One of the child care centers that the United Way of Southwest Virginia has worked with. Courtesy of United Way.

In a recent opinion column entitled ‘10 things Youngkin could do to help rural Virginia,’ Cardinal News Editor Dwayne Yancey mentioned ideas the governor, and, we assume in most cases, by extension, the General Assembly, could support for the benefit of the citizens of this end of the state. These ranged from the seemingly self-evident (funding for rural school construction and modernization) to the utterly necessary (endorse flood relief for Hurley – God bless you, Mr. Yancey).

We at the United Way of Southwest Virginia applaud Mr. Yancey’s column and share the spirit in which it was written. In addition, we would like to humbly offer one other priority for our region that deserves Richmond’s full support. This priority has the potential to strengthen economic development in the long term, to help area businesses return to pre-pandemic production levels in the short term, and most importantly, to help our region’s families prosper here. This priority is child care.

Over the last two years, the pandemic and the great resignation have pulled young adults, especially women, from what major employers were already calling an insufficient labor force.

At the same time, the economic downturn forced closure of several childcare centers in the region. Childcare centers face the same challenges as any business. Around eight in ten are currently short-staffed. And, while availability of slots in the region has declined, inflation and supply-chain issues have created a net increase in cost of care.

These twin economic impacts have drained the workforce of talented young employees and stunted the earning power of families.

To begin addressing this problem, the United Way of Southwest Virginia is asking Richmond to get behind a strategy, and a specific initiative. A budget amendment is under consideration in both the House of Delegates and the Senate which would utilize existing ARPA funds to begin funding a public-private partnership called Ready SWVA. The amendment is being carried in the House by Majority Leader Terry Kilgore (HB 30, Item 486, #11h) and in the Senate by Senator Todd Pillion (SB 30, Item 486, #15s).

The idea is simple, but as with most things, execution is a bit more involved.

Ready SWVA will create a system of five publicly-accessible childcare centers spread throughout the region, including a hub in Washington County and four spokes. Each of these centers will provide additional childcare slots in its community with a shared-services center in the hub. That center will operate as a shared back office for every existing childcare center in Southwest Virginia that wishes to take part, not just the spokes, creating cost savings and increasing efficiency.

To be clear, United Way of Southwest Virginia will not operate childcare centers. We will not become a provider. Through Ready SWVA, we will help develop space and facilities that private sector partners can operate and expand, creating greater capacity, opportunity for parent choice, and economic opportunity.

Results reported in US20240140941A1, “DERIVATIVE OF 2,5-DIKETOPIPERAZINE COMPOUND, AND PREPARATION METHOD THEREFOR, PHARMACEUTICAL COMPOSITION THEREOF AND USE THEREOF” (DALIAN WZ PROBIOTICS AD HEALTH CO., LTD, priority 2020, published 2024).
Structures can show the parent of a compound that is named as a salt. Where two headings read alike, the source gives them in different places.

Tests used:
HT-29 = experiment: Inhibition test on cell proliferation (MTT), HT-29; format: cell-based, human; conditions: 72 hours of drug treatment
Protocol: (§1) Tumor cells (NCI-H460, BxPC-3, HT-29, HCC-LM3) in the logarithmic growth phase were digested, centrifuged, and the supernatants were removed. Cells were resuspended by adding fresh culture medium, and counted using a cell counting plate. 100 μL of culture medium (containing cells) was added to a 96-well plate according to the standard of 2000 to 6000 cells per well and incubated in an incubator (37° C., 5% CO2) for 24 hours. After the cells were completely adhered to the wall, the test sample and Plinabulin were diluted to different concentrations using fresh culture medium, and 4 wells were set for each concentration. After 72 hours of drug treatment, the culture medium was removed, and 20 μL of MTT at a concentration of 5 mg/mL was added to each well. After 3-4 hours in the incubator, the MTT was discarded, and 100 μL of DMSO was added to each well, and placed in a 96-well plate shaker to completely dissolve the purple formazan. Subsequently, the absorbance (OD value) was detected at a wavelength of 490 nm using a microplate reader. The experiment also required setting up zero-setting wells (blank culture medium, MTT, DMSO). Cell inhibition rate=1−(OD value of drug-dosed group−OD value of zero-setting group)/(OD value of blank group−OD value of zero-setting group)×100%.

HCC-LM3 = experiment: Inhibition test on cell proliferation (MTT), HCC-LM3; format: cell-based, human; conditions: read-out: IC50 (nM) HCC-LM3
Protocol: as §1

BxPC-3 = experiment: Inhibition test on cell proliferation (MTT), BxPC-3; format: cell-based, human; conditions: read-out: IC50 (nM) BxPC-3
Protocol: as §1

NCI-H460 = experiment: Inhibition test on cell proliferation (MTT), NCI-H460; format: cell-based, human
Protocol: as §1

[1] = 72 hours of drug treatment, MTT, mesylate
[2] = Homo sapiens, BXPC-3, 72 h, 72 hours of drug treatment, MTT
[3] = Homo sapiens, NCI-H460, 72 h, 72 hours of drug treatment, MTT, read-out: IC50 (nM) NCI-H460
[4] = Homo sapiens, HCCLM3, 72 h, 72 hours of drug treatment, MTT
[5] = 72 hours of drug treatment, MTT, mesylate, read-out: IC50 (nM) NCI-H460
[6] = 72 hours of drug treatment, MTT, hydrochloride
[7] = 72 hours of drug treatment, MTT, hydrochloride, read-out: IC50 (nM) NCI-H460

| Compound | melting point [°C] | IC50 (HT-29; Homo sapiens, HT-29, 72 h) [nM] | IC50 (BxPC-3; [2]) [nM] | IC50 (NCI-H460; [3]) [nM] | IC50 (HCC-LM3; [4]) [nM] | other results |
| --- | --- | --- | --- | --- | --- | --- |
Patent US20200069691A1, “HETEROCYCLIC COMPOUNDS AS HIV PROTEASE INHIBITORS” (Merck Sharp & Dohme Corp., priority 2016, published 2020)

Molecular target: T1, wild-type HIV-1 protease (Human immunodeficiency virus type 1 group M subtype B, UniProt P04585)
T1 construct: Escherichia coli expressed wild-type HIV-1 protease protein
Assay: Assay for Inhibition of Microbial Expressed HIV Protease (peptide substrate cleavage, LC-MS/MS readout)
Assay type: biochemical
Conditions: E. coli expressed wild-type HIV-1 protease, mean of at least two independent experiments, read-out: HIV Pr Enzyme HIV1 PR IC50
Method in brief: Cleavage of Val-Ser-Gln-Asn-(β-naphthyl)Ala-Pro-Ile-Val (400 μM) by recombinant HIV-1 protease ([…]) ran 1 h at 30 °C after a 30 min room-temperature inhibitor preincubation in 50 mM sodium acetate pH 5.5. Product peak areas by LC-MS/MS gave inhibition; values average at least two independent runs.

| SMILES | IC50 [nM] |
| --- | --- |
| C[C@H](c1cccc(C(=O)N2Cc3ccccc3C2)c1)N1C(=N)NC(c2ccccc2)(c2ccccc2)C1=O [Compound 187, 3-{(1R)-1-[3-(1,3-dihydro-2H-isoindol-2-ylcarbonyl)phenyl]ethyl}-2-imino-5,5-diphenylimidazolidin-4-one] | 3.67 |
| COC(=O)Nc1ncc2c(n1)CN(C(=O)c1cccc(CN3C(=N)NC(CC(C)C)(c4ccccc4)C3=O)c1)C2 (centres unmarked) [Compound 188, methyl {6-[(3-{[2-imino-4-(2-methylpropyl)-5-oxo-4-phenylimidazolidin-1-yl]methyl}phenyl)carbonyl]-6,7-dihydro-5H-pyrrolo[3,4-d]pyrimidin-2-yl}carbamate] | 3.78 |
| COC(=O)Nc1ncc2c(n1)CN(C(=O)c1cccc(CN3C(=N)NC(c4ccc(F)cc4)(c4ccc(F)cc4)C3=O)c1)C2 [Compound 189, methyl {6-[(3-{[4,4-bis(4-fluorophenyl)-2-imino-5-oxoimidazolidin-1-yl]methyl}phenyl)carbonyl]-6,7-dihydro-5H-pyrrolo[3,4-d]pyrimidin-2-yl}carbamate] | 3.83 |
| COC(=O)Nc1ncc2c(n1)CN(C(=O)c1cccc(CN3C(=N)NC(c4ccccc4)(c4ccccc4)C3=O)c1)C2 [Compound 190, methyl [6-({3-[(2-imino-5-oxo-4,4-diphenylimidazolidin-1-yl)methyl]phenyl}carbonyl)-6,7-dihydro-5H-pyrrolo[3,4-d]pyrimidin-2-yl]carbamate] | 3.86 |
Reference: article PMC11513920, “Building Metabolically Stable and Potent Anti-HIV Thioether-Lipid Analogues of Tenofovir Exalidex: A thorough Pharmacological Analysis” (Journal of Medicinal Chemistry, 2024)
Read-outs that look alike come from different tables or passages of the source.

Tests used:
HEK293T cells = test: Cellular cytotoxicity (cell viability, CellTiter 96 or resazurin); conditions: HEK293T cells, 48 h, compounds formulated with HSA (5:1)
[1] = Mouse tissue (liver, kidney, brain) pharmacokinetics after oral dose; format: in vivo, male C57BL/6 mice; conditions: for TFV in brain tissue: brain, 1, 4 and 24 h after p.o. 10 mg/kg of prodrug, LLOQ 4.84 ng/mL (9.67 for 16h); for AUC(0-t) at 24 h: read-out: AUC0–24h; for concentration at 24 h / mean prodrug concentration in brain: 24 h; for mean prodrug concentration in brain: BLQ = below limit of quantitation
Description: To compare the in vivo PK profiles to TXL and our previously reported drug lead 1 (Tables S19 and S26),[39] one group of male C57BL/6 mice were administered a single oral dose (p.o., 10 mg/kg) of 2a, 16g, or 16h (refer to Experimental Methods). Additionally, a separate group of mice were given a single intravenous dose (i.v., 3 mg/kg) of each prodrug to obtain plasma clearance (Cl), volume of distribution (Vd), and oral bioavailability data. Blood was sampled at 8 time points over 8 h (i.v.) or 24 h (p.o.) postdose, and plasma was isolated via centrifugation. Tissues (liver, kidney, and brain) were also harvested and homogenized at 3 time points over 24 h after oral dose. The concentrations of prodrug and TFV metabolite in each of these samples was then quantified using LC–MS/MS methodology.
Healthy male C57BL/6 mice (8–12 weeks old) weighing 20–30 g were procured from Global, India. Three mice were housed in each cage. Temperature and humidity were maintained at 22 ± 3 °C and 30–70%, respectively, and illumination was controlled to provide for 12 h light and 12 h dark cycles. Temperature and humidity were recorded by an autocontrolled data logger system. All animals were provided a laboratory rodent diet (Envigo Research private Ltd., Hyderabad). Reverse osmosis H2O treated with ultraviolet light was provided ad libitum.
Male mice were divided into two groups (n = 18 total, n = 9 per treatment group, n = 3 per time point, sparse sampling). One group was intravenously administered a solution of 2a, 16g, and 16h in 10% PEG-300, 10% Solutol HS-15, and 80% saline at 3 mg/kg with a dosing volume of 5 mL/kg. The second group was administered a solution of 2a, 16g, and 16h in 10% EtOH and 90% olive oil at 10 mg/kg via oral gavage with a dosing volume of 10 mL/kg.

A few key points: First, though we are asking for Richmond’s support, this cannot be simply a government program. This is primarily about getting businesses back into position to create economic growth and jobs for our families. So, the private sector must play a key role in both the creation and execution of this strategy.

Second, the strategy must be sustainable in the long term. It cannot benefit only parents and large employers or it will fall like a two-legged stool. It must also address the issues facing the childcare providers themselves. Most cannot afford to pay their employees a living wage, yet we entrust them with our children. That having been said, if the government simply comes in and mandates a certain wage for childcare providers, then the increased cost of that care would have to be passed on to families. Soon, we would be right back in a situation where costs would keep families from utilizing the service. We’d only have raised costs while maintaining the problem. Instead, Ready SWVA creates the afore-mentioned shared-services model as a way to decrease other costs of running a childcare business in order to help make quality childcare centers more sustainable.

Third, this must benefit every part of Southwest Virginia. Our region faces a much greater childcare availability problem than the Commonwealth on the whole. It’s two to three times worse here, depending on which statistics you refer to. That means our economic recovery will be that much slower than the rest of Virginia’s unless we address our childcare problem.

We believe Ready SWVA will be a model to be replicated in rural communities across the Commonwealth and beyond. But first, we need to succeed in addressing the problem here. We have the support of providers, major private-sector employers, educators and local governments. Now, we ask Richmond to support our families, businesses and communities by supporting child care in Southwest Virginia.

Travis Staton is president and CEO of United Way of Southwest Virginia.